Wednesday, May 7, 2008


A civil liberties group filed a lawsuit challenging the NYPD's practice of stopping hundreds of thousands of people each year for questioning, saying it is racially biased. The New York Civil Liberties Union lawsuit lists New York Post reporter Leonardo Blair as the sole plaintiff, saying he was stopped and frisked by police officers as he walked from his car to his Bronx home last November. He was taken to a police station, where officers expressed surprise that though he was black, he was not from "the projects," the lawsuit said. Blair has a master's degree from Columbia University. The lawsuit said the NYPD has stopped people in New York nearly 1 million times over the last two years. It said more than half of the people targeted were black, even though blacks make up only about a quarter of the city's population. It asks that the practice be declared unconstitutional. - Boston Globe

A half-dozen Philadelphia police officers kicked and beat three men pulled from a car during a traffic stop as a TV helicopter taped the confrontation. Aerial video captures Philly officers in a confrontation with shooting suspects. . . The tape shows about a dozen officers gathering around the vehicle. About a half-dozen officers hold two of the men on the ground. Both are kicked repeatedly, while one is seen being punched; one also appears to be struck with a baton. The third man is also kicked and ends up on the ground. ABC News

Legislation was offered in the Pennsylvania state Senate Tuesday making it illegal to get a divorce in Pennsylvania. Sen. Vincent Fumo, a Philadelphia Democrat, proposed it as a political antidote to a constitutional amendment prohibiting same-sex marriage and civil unions. But the Senate yesterday tabled the measure that would define marriage as between a man and a woman or the "functional equivalent." Opponents claim the bill's language would ban civil unions among lesbians and gays. So Fumo -- twice-divorced -- never got to advance his no-divorce proposal. In a news release, he challenged proponents of the marriage amendment who claim they are protecting the sanctity of marriage. If that's the case, then "there's no greater threat to families and to marriage than the high divorce rate," Fumo said. - Brad Bumsted, Pittsburgh Tribune Review

Lease-abiding renters in four New England states are losing their homes to foreclosure as fast or faster than single-family homeowners who default on mortgages. That's the conclusion of a report released Wednesday by the Washington-based National Low Income Housing Coalition. DC Examiner

Nearly 30 percent of domestic flights were late or canceled in March, more bad news for an industry plagued with safety concerns and buckling under record fuel costs. . . It was the worst March on record and second-worst opening quarter for a year since comparable data began being collected in 1995. One reason for the continued poor performance is that airlines are replacing big planes with smaller ones to fly with fewer empty seats. But that crowds the skies and gates, analysts say.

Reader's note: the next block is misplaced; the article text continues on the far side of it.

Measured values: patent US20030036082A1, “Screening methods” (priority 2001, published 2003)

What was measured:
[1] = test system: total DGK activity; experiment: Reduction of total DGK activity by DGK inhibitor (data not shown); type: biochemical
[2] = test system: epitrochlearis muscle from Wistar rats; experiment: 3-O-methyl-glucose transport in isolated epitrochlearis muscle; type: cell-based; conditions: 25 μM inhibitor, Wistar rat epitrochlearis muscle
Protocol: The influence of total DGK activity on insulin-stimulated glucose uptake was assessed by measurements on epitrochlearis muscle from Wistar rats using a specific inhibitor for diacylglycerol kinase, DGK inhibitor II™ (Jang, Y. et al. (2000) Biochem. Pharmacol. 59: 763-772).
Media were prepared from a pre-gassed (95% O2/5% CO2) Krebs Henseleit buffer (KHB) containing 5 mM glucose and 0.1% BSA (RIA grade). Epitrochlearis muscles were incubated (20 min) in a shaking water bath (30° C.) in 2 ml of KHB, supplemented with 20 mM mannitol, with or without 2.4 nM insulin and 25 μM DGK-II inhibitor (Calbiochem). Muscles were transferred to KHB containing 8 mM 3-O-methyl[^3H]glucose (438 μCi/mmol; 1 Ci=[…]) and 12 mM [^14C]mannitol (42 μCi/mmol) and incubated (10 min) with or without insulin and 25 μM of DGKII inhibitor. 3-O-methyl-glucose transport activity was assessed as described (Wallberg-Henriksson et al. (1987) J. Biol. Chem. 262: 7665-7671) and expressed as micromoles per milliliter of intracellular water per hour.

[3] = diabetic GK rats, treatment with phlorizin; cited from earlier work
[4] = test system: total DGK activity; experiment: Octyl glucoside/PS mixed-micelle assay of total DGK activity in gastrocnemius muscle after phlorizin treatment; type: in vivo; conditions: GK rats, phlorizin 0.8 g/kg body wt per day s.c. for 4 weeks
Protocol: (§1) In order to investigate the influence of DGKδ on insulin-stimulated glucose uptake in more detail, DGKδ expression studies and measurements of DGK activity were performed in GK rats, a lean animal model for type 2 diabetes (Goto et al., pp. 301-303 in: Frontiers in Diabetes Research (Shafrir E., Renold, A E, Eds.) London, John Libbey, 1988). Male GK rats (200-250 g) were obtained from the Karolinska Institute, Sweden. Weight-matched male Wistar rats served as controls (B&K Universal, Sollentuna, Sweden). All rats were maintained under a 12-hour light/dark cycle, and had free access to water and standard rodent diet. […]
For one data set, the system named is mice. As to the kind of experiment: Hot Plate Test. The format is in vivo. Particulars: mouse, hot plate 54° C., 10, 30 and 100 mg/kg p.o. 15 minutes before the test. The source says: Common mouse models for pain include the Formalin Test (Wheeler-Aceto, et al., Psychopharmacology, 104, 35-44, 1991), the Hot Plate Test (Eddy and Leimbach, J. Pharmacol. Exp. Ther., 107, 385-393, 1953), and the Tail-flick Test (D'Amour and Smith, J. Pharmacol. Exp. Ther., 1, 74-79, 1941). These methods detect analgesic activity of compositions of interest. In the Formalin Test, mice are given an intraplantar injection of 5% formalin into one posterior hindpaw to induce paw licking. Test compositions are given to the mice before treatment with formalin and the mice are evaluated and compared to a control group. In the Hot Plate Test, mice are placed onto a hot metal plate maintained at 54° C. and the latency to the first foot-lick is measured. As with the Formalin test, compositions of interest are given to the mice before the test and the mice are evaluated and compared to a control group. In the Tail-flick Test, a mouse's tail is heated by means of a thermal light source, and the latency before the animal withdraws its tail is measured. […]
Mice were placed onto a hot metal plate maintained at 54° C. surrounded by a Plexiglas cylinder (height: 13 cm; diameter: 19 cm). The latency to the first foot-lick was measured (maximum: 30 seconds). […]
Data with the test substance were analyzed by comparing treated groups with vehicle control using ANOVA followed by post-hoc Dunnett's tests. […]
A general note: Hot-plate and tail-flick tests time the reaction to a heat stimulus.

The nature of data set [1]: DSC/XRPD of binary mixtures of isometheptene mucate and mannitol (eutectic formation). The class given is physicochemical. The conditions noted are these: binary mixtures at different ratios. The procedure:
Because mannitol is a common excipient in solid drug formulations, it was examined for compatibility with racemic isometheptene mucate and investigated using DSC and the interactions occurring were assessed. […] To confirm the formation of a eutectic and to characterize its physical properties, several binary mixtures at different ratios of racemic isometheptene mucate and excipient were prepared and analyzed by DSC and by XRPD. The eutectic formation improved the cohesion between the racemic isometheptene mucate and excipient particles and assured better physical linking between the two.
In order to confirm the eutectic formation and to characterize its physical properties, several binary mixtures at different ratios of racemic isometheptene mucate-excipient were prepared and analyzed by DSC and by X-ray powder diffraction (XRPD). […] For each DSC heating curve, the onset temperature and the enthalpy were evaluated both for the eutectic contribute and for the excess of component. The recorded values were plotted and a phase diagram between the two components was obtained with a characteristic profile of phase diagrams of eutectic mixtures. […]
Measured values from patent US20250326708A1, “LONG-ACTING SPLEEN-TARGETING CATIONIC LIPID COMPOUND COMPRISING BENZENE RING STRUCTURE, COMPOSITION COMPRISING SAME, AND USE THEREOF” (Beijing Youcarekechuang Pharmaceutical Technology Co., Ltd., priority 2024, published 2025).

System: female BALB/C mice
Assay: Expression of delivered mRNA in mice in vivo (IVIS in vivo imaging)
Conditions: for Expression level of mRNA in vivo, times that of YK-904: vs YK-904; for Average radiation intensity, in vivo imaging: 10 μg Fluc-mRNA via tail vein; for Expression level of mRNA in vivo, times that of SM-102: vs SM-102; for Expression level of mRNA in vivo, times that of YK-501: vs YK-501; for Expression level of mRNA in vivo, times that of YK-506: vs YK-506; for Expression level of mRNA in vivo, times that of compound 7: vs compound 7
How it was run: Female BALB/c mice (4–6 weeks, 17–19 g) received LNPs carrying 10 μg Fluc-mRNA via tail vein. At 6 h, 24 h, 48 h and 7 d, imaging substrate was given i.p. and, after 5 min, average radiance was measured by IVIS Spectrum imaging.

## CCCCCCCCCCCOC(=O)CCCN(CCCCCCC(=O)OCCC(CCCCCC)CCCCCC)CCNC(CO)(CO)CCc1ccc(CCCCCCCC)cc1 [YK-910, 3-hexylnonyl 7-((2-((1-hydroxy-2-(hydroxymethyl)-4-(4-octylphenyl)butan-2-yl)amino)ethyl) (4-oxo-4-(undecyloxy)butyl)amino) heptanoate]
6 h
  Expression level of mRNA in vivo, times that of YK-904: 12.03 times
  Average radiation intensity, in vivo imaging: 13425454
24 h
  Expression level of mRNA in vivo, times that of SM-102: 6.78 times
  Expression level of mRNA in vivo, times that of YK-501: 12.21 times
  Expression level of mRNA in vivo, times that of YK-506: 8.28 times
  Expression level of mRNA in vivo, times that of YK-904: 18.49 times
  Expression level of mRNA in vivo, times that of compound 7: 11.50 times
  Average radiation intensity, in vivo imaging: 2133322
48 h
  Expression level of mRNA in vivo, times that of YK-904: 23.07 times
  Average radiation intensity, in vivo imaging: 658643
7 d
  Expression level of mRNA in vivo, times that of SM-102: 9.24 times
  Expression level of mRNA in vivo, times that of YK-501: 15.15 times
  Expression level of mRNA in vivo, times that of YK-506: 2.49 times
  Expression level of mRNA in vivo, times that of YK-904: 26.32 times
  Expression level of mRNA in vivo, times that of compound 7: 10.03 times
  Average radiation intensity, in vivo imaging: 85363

In a speech at Harvard's Institute of Politics, Chris Matthews admitted that MSNBC bosses were "basically pro-war during the war." The remark came in a larger discussion of top-down editorial control at the network - of which Matthews claimed there was none, citing the fact that many of his bosses supported Hillary Clinton while he has been very vocal for Obama. Huffington Post

Those seeking more information on The Fellowship - or The Family as it's also called - will have a book on the topic out May 20 by Jeff Sharlet from Harper Collins. The largely unreported ties of Hillary Clinton to this group was the topic of on item yesterday in the Review. Sharlet notes that the book is "facing a very tough reception from my colleagues in mainstream media. Not 'tough' as in scrutiny; tough as in it's not slated for much attention at all. The press would simply rather not debate this group, which too many journalists find confusing since it doesn't fit into the traditional categories of pulpit pounders and sweet preachers."

British contingency planners worried there would be a dramatic shortage of tea in the aftermath of a nuclear attack, recently declassified documents showed. The shortfall of the staple British beverage would be "very serious" if the country were to come under attack with atomic and hydrogen bombs, said according to a memo drafted between 1954 and 1956. "The tea position would be very serious with a loss of 75 percent of stocks and substantial delays in imports and with no system of rationing it would be wrong to consider that even one ounce per head per week could be ensured," it said. "No satisfactory solution has yet been found." Agence France Presse

Shelley Batts, Two Minds - Once, back in the day, when I was interning in Ted Kennedy's press office we got a call from a woman (this was a pretty usual occurrence) demanding to know why the CIA, et al were monitoring her brainwaves. Our quick thinking secretary (a Harvard grad making 16k a year for the privilege of working in the Senate) told her to hold he was going to go check the list. He let her sit for a few minutes, got back on the phone, and told her she wasn't on the list and there must be a mistake. He would have her mind control removed immediately and he was sorry for the mix up. She never did call back from what I heard.



At May 7, 2008 6:58 PM, Anonymous m said...

Re: Philly police beating

It is hard to say what concerns one the most about this story. The beating, the PR excuses, or that the police had to know they were being videoed by the news helicopter above them, and they didn't give a damn.


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